Teaching Aspects That Impact SET

Aspects of Teaching that Impact SET

  • Higer ratings in classes where students learn more
  • Higher ratings in difficult classes where students have to work hard and learn
  • Lower ratings in classes where students learn the least
  • Higher ratings with prior student interest in course (motivated to take it)
  • Higher ratings in elective courses
  • Higher ratings in higher level classes (especially graduate courses)
  • Higher ratings in smaller classe
  • Higher ratings when student expects a high grade (low correlation)
  • Lower ratings if grades in course are undeservedly high
  • Higher ratings from higher level students
  • Higher ratings in arts/humanities than in social sciences
  • Higher ratings in social sciences than in natural sciences/math
  • Higher ratings if signed by student
  • Higher ratings if teacher stays in classroom during evaluation
  • Time during term when administered has no impact on ratings
  • Higher if students know results will be used for personnel decisions
  • Higher ratings when instructor communicates expectations about course work
  • Higher ratings when students perceive instructor cares about their success

Aspects of Teaching Correlated with Student Learning

  • Organization and preparation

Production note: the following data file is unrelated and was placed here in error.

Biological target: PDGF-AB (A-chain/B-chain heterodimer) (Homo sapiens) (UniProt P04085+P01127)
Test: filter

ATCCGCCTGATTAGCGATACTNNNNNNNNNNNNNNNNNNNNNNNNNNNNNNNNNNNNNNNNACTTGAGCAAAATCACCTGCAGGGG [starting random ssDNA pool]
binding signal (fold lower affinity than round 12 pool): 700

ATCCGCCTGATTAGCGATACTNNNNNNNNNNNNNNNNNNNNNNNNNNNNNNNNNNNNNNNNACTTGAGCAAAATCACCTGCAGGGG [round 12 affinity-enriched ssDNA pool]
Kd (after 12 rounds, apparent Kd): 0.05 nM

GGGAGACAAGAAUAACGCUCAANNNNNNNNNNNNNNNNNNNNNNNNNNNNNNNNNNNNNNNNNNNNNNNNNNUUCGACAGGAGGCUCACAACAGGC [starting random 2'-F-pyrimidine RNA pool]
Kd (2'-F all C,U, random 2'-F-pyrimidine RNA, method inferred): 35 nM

• Clarity and “understandableness”
  • Enthusiasm
  • Ability to promote student learning/self-initiated learning
  • Teacher’s knowledge of subject matter
  • Teacher’s availability and helpfulness
  • Encourage questions and being open to opinions of others
  • Ability to stimulate student interest in the subject
  • Demonstrating personal interest in and respect for students and their learning
  • Sensitivity to and concern with class level and progress
  • Fairness and impartiality of evaluation
  • Nature, quality, and frequency of feedback to students
  • Difficulty of course/intellectual challenge

Possible Sources of Bias in SET Results

  • Age of instructor not correlated with SET
  • Age of student not correlated with SET
  • Graduate TAs’ ratings are lower than faculty ratings
  • Gender of teacher not consistently correlated with SET
  • Gender of student/gender of instructor interaction might be possible
  • Ratings influenced by how well instructors conforms to stereotypes
  • GPA of student NOT correlated with SET
  • Race and SET not fully studied—correlation uncertain
  • Energy and enthusiasm of instructor correlated with SET results